12 Songs, 53 Minutes

EDITORS’ NOTES

On his eleventh studio album, Steven Morrissey beholds the choppy water of a polarised age and effectively grabs a surfboard. Bracing, black-skied, and wrapped in lyrical barb-wire, Low in High School finds the former Smiths frontman taking on modern propagandists (“My Love, I’d Do Anything For You”), abusive authority figures (“Who Will Protect Us from the Police?”), and lust amid political revolution (“In Your Lap”). There’s melodic light to balance the dark imagery, though. “Spent the Day in Bed”—a stately, piano-sprinkled riposte to the horror of 24-hour news—may be one of the most deftly effective songs he’s produced in a decade.

Apple Digital Master

EDITORS’ NOTES

On his eleventh studio album, Steven Morrissey beholds the choppy water of a polarised age and effectively grabs a surfboard. Bracing, black-skied, and wrapped in lyrical barb-wire, Low in High School finds the former Smiths frontman taking on modern propagandists (“My Love, I’d Do Anything For You”), abusive authority figures (“Who Will Protect Us from the Police?”), and lust amid political revolution (“In Your Lap”). There’s melodic light to balance the dark imagery, though. “Spent the Day in Bed”—a stately, piano-sprinkled riposte to the horror of 24-hour news—may be one of the most deftly effective songs he’s produced in a decade.

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Ratings and Reviews

4.0 out of 5
126 Ratings

126 Ratings

TWDJH ,

Morrissey's Hip Hop Album

I was at first quite critical of this album, but I have come around to the view that this is arguably Morrissey’s best album since Your Arsenal. Morrissey has released a disciplined, poignant and musically adventurous album that asserts a solid point of view from the opening track in both music and lyrics, and then advances that thesis for the remaining eleven tracks. Musically, Morrissey’s band explores new territory beyond the comfort of jangle pop on a record that sounds better played loud.

My love, I’d Do Anything For You opens the album with a swaggering punch between the eyes. Morrissey uses the track to outline the overarching themes of the album that reflect not only the rage many people are feeling about the state of the world today in both the international and domestic arenas, but also in the apathy Morrissey seems to feel hinders better prospects for the future. He is critical of the way the societies that have deployed military overseas and militarized police on their streets, have disassociated themselves from the repercussions these aggressions while looking for feel-good distractions from those brutal acts which are committed on their behalf. These themes remain consistent throughout the entire album.

The Girl from Tel Aviv Who Wouldn’t Kneel seems to be about hegemonic imperialism and an individual who is willing to stand up to it. While Morrissey borrows from the writings of Etty Hillesum, the victim of the holocaust who famously writes, "The sky is full of birds, the purple lupins stand up so regally and peacefully, two little old women have sat down for a chat, the sun is shining on my face - and right before our eyes, mass murder... The whole thing is simply beyond comprehension." This passage encapsulates the heart of this album. Moreover, Morrissey plays a gender switch and personally inhabits the character as representative of himself as he feels he has, throughout his career, stood up to critics, record companies, tabloids, governments and norms. He feels he has been true to himself without compromise. This may be the linchpin of the album.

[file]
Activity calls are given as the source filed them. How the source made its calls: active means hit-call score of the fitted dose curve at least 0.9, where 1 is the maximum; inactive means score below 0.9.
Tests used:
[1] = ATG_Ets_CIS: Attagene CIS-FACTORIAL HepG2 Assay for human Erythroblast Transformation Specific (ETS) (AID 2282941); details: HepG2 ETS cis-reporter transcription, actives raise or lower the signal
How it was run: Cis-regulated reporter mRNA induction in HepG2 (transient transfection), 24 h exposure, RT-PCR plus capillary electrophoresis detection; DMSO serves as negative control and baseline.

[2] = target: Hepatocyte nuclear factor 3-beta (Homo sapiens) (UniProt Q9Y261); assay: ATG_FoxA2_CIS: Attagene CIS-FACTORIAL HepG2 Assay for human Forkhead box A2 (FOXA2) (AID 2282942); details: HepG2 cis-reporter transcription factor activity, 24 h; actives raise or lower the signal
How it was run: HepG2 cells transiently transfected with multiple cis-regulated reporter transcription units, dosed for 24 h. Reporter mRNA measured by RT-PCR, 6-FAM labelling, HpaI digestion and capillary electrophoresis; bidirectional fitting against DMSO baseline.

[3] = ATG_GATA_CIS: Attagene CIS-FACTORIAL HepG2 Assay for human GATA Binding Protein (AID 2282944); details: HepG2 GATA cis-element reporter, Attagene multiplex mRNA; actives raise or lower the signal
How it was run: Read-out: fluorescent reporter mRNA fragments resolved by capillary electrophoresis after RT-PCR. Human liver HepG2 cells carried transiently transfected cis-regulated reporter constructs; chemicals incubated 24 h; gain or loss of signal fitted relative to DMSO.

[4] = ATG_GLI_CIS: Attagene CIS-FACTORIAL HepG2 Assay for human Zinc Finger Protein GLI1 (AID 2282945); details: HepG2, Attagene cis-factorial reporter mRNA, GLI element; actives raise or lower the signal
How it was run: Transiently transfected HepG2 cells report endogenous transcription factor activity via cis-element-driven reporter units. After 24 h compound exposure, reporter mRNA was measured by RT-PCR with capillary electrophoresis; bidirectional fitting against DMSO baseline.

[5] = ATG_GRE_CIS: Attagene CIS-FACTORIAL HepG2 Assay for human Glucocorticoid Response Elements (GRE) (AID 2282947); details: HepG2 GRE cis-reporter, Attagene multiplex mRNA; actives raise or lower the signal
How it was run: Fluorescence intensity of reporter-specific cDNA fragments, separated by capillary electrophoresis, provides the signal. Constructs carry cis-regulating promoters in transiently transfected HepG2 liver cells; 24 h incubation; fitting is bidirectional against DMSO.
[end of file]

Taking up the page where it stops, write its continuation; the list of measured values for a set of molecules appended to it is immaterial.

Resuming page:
In an era where rock music has largely abdicated its legacy as social provocateur (It says nothing to me about my life), and when even a few in hip-hop dare venture into sensitive issues, Morrissey has delivered a salient and disciplined political album with a very strong and cohesive thesis that fearlessly confronts our modern truths with urgency and forces us to reflect on why we allow these truths to perpetuate. He chastises us all for seeking easy distractions from these issues instead of calling for the heads of those responsible. He makes us question why, in an era of runaway warfare against innocent civilians at home and abroad, so few artists in music dare to address these themes head on if at all. Where has the outrage gone? Have we become so complacent or defeated to allow the current state of affairs to become the status quo? Low in High School is a daring thematic and stylistic departure for Morrissey and for the genre. I feel this is an album that has not been more thoughtfully evaluated by critics who seem to dismiss Morrissey outright without a careful consideration of his music. This is an album that will later be reevaluated and reassessed as a classic in the canon of Morrissey. Thematically speaking, this is Morrissey’s hip-hop album.

SpareP1 ,

The record we all need for 2017

Fantastic record. Stop watching the news and start listening to Moz.

Julesab7 ,

Mozers at his best!!

Listened to the entire album once through and loving it. Some really nice surprises. Excellent record.

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